For example, starting with “Which is steeper?” offers students an entry point and offers you many more resources for instruction than starting with “Calculate the slope.”

Infinite Resource #3: Your understanding of math.

A teacher who believes that math comprises a lot of small ideas—each one carrying the same mathematical load as any other, each one an essential prerequisite for some other idea—will experience a lot of unnecessary burden this next year. If math is a house of cards, then every individual card needs your full attention.

However, teachers who understand that math is about a small number of very large ideas will find it much easier to help students connect their previous learning to learning they may have missed last year. In particular, many teachers should be happy to have a) standards that treat math as a story, b) an understanding of the progressions of large ideas across grades, c) a curriculum that emphasizes different storylines in math proportional to their size and importance.

When it comes to student learning this next year, imagine that students missed an episode of a good T.V. show.

This hypothetical T.V. show is a good T.V. show, which means that the characters are well-developed. They behave in ways that are interesting, dynamic, sometimes surprising, but ultimately true to their nature. 

This also means the story makes sense from one episode to the next. There is an “A” plotline that runs through the entire season. Then “B” plotlines that run across smaller arcs of episodes, and “C” plotlines that often start and end in a single episode. The T.V. show has spent much more time on “A” plotlines than “C” plotlines.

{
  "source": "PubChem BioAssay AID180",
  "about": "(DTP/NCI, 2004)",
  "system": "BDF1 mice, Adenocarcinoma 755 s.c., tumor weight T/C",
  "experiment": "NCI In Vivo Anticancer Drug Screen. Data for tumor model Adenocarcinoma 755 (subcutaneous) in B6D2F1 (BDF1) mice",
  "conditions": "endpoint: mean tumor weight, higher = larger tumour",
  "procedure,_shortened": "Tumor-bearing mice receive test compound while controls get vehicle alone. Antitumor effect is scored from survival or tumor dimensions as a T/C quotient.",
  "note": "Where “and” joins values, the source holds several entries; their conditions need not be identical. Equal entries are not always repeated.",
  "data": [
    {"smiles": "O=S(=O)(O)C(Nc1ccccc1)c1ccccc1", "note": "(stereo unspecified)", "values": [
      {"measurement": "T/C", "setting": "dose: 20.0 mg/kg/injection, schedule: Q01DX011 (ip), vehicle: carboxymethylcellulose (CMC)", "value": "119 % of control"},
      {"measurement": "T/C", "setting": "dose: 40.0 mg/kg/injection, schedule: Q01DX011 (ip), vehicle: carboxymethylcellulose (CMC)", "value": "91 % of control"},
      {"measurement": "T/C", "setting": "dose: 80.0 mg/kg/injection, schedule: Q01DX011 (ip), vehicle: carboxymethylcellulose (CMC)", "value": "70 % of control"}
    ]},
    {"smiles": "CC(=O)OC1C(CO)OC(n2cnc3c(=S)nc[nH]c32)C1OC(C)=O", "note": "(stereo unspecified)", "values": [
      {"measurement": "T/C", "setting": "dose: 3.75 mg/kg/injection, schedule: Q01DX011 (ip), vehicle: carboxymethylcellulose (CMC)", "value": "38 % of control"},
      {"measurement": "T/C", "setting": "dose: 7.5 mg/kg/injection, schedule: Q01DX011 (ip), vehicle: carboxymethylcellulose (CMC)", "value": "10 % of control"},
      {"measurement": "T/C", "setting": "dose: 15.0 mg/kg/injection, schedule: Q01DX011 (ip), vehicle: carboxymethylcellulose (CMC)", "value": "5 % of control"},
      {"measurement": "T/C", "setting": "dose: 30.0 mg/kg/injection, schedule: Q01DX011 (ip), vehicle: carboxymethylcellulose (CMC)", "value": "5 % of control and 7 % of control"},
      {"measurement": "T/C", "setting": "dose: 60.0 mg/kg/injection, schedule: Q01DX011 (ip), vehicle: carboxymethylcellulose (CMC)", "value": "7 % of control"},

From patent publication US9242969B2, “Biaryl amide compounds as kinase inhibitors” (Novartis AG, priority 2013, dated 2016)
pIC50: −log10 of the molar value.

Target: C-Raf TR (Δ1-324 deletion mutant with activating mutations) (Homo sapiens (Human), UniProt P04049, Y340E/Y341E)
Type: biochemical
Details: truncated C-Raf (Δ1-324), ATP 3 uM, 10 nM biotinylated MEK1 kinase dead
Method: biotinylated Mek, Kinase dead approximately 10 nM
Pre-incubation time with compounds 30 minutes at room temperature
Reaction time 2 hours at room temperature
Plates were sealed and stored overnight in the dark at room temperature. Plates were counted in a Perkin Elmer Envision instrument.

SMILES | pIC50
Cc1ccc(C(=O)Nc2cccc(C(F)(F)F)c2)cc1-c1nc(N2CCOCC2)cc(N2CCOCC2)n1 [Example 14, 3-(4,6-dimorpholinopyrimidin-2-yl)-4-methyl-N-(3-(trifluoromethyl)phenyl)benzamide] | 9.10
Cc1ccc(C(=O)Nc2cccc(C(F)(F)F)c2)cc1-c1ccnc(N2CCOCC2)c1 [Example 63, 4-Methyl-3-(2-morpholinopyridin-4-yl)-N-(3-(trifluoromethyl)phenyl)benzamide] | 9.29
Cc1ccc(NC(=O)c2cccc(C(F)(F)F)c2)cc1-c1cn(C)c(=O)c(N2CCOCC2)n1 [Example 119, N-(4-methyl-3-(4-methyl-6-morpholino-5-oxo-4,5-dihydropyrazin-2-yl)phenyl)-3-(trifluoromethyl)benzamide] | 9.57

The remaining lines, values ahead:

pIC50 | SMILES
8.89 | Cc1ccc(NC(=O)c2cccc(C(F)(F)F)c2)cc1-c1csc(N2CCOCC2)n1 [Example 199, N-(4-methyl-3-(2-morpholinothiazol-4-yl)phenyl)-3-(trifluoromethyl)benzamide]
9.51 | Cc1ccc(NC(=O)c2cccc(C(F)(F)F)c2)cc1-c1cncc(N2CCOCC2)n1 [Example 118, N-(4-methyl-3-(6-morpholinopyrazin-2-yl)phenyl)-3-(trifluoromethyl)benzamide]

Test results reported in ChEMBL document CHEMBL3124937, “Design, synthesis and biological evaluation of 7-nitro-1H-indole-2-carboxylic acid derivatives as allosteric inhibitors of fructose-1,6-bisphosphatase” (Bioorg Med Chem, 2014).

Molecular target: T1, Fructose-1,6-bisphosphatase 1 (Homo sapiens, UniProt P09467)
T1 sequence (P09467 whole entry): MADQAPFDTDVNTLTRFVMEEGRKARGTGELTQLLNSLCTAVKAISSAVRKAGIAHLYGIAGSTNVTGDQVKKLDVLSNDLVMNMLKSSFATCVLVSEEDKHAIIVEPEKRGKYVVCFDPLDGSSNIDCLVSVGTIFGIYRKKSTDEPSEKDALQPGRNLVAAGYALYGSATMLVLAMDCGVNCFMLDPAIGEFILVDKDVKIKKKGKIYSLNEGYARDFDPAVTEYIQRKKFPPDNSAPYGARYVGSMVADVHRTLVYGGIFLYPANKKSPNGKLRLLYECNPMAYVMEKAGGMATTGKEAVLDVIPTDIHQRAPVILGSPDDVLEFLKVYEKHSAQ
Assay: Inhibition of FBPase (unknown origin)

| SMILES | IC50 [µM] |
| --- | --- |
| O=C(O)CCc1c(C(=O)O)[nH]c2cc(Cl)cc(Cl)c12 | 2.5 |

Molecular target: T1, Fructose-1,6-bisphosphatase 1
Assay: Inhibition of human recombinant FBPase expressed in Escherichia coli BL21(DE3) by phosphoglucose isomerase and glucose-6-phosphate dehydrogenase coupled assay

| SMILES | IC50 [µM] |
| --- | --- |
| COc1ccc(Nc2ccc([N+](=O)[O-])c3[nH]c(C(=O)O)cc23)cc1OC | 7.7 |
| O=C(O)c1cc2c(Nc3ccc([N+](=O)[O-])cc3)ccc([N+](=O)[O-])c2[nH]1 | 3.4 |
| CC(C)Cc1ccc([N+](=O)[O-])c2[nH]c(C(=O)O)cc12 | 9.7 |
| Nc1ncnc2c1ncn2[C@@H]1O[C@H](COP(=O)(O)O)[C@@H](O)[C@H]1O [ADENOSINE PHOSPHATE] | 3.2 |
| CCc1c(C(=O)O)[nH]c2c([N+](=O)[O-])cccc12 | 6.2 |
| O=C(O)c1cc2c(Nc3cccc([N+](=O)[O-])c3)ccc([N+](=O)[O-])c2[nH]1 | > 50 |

The characters and story are so well-developed that someone can miss an episode, jump into the next, and learn everything they need to know—especially for the “A” plot—from a short “Previously on Math Class” preface to the next episode.

For example, one of the big plotlines in our middle school math curriculum is the different ways we can represent equivalent ratios, which eventually gives rise to a new storyline with linear relationships.

In the Grade 6 episode of our curriculum, a student generates equivalent ratios in Pizza Maker.

In the Grade 7 episode, the student sees what those equivalent and nonequivalent ratios look like on a graph in DinoPops.

In the Grade 8 episode, the student sees graphs that are linear as well as proportional in Turtle Time Trials.

If a student missed any of those episodes, teachers can open up a screen from that lesson and offer a short “Previously in Math Class” preface that catches students up on the main characters and their “A” plotlines from the missed episode. That’s only possible if we understand math as a story and understand whether a particular plotline is an A, B, or C plotline.

I won’t trivialize the challenges of this next year. Teachers and students deserve many resources they may not have, time and political leadership perhaps chief among them. Those resources are finite and nonrenewable.

But beliefs are ideas you can cultivate without respect to time. I have developed some of my ideas about math, students, and learning much slower than my peers, and other ideas much faster. You can develop them on your own in a room while reflecting on your day, while reading something like this, while chatting with your colleagues.

Those beliefs are infinite and infinitely renewable, and each one will support your work during this next school year, a year that, in many important ways, will be just like any other.

🎁 What Else

  • Achievement for Good is a new project that seeks to create assessments that are culturally affirming, particularly of Black and Latino students. Their leadership team and advisory board make it a project to watch IMO.

  • RIP Robert (Bob) Moses.